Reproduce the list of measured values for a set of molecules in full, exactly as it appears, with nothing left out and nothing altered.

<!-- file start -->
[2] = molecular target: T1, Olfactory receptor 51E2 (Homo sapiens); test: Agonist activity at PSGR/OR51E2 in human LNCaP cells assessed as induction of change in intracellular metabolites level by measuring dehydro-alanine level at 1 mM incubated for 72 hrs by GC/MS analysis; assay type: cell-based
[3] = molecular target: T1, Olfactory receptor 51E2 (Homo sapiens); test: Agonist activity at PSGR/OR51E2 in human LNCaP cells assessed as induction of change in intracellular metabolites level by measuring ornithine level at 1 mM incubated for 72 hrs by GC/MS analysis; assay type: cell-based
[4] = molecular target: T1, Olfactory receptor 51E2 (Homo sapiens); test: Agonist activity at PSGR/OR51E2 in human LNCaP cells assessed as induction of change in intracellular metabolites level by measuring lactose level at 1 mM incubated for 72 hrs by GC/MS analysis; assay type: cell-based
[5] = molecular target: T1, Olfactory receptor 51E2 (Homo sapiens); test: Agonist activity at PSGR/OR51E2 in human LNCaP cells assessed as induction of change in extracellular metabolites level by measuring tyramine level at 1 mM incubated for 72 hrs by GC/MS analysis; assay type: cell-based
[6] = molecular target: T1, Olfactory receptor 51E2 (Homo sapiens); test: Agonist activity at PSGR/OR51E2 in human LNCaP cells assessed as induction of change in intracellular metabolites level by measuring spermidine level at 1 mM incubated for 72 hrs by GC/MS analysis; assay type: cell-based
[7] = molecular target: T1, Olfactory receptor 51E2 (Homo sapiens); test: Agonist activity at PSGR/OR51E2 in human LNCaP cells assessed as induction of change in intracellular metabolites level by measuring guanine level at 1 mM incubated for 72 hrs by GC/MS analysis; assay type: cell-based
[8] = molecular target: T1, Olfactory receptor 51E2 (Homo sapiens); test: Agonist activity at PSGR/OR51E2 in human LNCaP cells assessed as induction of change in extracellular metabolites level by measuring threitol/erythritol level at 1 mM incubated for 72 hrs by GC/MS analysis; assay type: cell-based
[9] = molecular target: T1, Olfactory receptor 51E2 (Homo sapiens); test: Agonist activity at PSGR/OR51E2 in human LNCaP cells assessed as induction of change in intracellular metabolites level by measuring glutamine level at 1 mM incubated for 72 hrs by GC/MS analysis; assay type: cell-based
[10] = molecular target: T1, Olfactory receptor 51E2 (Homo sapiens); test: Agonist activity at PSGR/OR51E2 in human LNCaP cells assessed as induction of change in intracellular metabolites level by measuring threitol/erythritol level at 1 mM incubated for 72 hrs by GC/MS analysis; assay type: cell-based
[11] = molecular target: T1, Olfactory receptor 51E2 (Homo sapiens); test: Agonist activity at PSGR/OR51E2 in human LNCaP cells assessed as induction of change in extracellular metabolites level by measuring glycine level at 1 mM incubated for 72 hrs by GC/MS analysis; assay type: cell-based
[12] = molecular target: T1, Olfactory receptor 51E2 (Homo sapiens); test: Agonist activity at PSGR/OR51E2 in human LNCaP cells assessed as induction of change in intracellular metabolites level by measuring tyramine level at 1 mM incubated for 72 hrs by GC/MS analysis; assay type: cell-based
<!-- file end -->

[2] = molecular target: T1, Olfactory receptor 51E2 (Homo sapiens); test: Agonist activity at PSGR/OR51E2 in human LNCaP cells assessed as induction of change in intracellular metabolites level by measuring dehydro-alanine level at 1 mM incubated for 72 hrs by GC/MS analysis; assay type: cell-based
[3] = molecular target: T1, Olfactory receptor 51E2 (Homo sapiens); test: Agonist activity at PSGR/OR51E2 in human LNCaP cells assessed as induction of change in intracellular metabolites level by measuring ornithine level at 1 mM incubated for 72 hrs by GC/MS analysis; assay type: cell-based
[4] = molecular target: T1, Olfactory receptor 51E2 (Homo sapiens); test: Agonist activity at PSGR/OR51E2 in human LNCaP cells assessed as induction of change in intracellular metabolites level by measuring lactose level at 1 mM incubated for 72 hrs by GC/MS analysis; assay type: cell-based
[5] = molecular target: T1, Olfactory receptor 51E2 (Homo sapiens); test: Agonist activity at PSGR/OR51E2 in human LNCaP cells assessed as induction of change in extracellular metabolites level by measuring tyramine level at 1 mM incubated for 72 hrs by GC/MS analysis; assay type: cell-based
[6] = molecular target: T1, Olfactory receptor 51E2 (Homo sapiens); test: Agonist activity at PSGR/OR51E2 in human LNCaP cells assessed as induction of change in intracellular metabolites level by measuring spermidine level at 1 mM incubated for 72 hrs by GC/MS analysis; assay type: cell-based
[7] = molecular target: T1, Olfactory receptor 51E2 (Homo sapiens); test: Agonist activity at PSGR/OR51E2 in human LNCaP cells assessed as induction of change in intracellular metabolites level by measuring guanine level at 1 mM incubated for 72 hrs by GC/MS analysis; assay type: cell-based
[8] = molecular target: T1, Olfactory receptor 51E2 (Homo sapiens); test: Agonist activity at PSGR/OR51E2 in human LNCaP cells assessed as induction of change in extracellular metabolites level by measuring threitol/erythritol level at 1 mM incubated for 72 hrs by GC/MS analysis; assay type: cell-based
[9] = molecular target: T1, Olfactory receptor 51E2 (Homo sapiens); test: Agonist activity at PSGR/OR51E2 in human LNCaP cells assessed as induction of change in intracellular metabolites level by measuring glutamine level at 1 mM incubated for 72 hrs by GC/MS analysis; assay type: cell-based
[10] = molecular target: T1, Olfactory receptor 51E2 (Homo sapiens); test: Agonist activity at PSGR/OR51E2 in human LNCaP cells assessed as induction of change in intracellular metabolites level by measuring threitol/erythritol level at 1 mM incubated for 72 hrs by GC/MS analysis; assay type: cell-based
[11] = molecular target: T1, Olfactory receptor 51E2 (Homo sapiens); test: Agonist activity at PSGR/OR51E2 in human LNCaP cells assessed as induction of change in extracellular metabolites level by measuring glycine level at 1 mM incubated for 72 hrs by GC/MS analysis; assay type: cell-based
[12] = molecular target: T1, Olfactory receptor 51E2 (Homo sapiens); test: Agonist activity at PSGR/OR51E2 in human LNCaP cells assessed as induction of change in intracellular metabolites level by measuring tyramine level at 1 mM incubated for 72 hrs by GC/MS analysis; assay type: cell-based